Criminal charge filed in shooting death of Brenda Thurman
SPOKANE, Wash. — It’s taken a year and a half but Spokane County’s prosecutors have filed a criminal charge in the death of Brenda Thurman.
Now, her husband Dwayne Thurman faces years in prison for a shooting he says was an accident.
Prosecutors think Mr. Thurman committed manslaughter. And that means investigators think they have enough evidence to show that Thurman’s reckless actions caused the death of his wife, but stopped short of calling it murder.
Back in January of 2016, Brenda Thurman was sitting at her kitchen table while her husband Dwayne, was trying to break down her new .380 caliber glock.
The pistol had allegedly jammed at the range the day before, and Dwayne was trying to disassemble the gun.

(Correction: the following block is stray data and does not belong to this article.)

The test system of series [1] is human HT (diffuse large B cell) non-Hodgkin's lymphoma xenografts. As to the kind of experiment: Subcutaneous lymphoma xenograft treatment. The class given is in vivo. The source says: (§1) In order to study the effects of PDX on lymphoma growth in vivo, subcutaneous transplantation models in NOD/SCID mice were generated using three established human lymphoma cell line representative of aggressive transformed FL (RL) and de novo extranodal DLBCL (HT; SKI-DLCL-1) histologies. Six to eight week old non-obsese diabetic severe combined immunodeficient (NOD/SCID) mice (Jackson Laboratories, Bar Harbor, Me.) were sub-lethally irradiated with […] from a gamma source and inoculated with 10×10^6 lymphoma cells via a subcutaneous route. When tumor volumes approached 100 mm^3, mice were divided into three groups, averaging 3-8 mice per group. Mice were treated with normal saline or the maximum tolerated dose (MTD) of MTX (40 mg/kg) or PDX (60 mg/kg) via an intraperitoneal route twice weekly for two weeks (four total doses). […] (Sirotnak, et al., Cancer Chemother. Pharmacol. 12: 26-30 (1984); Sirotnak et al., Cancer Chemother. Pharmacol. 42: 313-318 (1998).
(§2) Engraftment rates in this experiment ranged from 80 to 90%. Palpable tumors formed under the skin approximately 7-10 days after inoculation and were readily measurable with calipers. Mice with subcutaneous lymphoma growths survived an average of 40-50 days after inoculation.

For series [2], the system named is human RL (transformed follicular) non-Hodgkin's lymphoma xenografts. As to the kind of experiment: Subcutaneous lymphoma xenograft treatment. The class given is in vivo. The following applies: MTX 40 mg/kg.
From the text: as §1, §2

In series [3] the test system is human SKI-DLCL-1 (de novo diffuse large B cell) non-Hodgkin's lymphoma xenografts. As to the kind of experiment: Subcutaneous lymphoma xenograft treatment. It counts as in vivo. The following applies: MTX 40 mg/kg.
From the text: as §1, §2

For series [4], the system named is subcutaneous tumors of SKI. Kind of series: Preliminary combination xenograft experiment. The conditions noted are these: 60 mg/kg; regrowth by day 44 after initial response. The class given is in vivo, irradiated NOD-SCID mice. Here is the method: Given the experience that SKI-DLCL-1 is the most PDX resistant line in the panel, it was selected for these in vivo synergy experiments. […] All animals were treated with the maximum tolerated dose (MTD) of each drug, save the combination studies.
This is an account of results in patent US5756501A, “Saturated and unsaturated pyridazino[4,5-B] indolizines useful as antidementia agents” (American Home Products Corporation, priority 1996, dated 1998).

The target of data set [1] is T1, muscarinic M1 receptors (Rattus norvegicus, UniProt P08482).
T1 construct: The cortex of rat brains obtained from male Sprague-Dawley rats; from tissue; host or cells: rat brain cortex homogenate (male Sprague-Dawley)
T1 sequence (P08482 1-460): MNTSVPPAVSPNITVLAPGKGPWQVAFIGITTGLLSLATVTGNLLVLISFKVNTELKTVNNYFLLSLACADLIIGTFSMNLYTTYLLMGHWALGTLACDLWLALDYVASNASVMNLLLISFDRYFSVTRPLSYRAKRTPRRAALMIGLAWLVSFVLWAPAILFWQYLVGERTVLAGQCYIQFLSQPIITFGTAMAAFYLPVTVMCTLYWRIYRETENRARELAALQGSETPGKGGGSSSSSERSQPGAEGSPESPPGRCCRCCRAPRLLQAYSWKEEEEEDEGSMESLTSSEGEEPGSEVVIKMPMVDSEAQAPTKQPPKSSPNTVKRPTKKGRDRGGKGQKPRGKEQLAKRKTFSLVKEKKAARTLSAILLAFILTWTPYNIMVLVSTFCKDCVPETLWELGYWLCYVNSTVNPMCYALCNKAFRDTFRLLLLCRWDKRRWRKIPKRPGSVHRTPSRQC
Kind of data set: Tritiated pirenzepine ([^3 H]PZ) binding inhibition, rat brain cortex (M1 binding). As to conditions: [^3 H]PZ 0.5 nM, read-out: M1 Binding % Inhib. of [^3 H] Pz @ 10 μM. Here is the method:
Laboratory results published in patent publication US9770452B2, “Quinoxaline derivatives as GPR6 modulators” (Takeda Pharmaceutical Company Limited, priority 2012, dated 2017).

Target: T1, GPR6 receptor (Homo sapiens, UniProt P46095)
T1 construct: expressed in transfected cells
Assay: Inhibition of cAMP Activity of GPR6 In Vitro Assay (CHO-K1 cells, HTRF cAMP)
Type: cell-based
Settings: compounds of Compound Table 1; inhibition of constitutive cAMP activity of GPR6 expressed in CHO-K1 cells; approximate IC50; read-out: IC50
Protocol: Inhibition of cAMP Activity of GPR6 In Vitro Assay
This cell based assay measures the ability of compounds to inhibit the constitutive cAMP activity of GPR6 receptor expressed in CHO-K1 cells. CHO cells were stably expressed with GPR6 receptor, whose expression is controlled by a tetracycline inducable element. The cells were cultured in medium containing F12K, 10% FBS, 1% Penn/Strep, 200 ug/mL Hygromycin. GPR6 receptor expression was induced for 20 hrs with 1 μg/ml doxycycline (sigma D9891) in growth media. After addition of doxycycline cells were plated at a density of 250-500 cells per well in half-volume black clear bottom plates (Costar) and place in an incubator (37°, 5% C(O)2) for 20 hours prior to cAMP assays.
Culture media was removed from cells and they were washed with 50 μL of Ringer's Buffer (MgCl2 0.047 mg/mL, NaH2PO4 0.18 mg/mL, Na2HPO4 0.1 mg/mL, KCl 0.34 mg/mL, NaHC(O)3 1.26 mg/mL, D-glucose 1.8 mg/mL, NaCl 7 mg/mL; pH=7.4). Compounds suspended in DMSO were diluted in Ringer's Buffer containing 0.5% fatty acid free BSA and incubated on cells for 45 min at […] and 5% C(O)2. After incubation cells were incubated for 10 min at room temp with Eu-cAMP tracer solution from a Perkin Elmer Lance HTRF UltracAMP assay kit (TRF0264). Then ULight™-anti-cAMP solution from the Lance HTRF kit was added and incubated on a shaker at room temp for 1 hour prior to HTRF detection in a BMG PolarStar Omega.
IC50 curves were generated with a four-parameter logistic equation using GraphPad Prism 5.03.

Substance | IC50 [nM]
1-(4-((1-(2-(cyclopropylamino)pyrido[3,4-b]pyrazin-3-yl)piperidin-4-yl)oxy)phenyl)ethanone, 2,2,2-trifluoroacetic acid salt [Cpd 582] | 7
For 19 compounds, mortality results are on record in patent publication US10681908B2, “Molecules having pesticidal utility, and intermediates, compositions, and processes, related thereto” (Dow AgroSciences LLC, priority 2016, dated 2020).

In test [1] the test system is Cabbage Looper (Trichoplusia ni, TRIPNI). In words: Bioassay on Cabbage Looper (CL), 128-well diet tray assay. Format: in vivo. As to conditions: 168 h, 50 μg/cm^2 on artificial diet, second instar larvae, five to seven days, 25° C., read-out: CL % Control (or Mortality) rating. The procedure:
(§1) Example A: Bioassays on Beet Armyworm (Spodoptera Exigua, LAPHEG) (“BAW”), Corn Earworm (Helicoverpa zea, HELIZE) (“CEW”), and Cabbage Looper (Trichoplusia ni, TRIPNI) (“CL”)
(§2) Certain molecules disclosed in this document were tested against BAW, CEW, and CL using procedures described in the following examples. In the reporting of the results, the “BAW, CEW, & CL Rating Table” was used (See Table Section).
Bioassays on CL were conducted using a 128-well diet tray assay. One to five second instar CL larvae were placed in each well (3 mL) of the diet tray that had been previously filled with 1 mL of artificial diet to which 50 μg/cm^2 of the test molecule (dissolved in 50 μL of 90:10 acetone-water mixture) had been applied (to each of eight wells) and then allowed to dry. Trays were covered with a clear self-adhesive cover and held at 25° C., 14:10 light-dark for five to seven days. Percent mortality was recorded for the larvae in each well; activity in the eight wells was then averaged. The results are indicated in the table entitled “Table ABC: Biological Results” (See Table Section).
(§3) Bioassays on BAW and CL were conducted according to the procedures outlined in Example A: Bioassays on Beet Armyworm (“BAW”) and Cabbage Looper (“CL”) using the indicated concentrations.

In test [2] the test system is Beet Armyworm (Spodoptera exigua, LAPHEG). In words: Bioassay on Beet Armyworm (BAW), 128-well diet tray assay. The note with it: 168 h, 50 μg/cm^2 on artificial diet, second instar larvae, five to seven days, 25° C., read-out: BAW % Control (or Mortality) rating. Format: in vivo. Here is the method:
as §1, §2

But when Dwayne pulled the trigger, a bullet was still in the chamber, and it went off.
“Our understanding is that he admitted shooting his wife in the heart, basically, and that that one wound caused her death,” said Richard Wall, Victim’s survivor’s attorney.
Spokane’s medical examiner determined the fatal shooting to be accidental.
But now prosecutors think they can prove to point a still load, but supposedly jammed pistol anywhere near Brenda constitutes manslaughter.
“The level of culpability for first degree manslaughter is criminal recklessness which is a higher standard than either negligence or recklessness in the context of a civil law suit,” said Wall.
Attorney Richard Wall has filed a wrongful death law suit against Dwayne Thurman on behalf of Brenda’s adult children.
The case alleges that for Dwayne, a former military policeman, to allow the muzzle of the gun he was handling to sweep his wife’s chest is a sign the shooting was no accident.
“And knowing Mr. Thurman’s background, we think it’s certainly questionable whether his story that it was accidental makes any sense,” said Wall.
If Thurman is convicted of first degree manslaughter, the low end of a standard sentence is six and a half years in prison.
Thurman is not in custody and will remain free at least until his arraignment next Wednesday.
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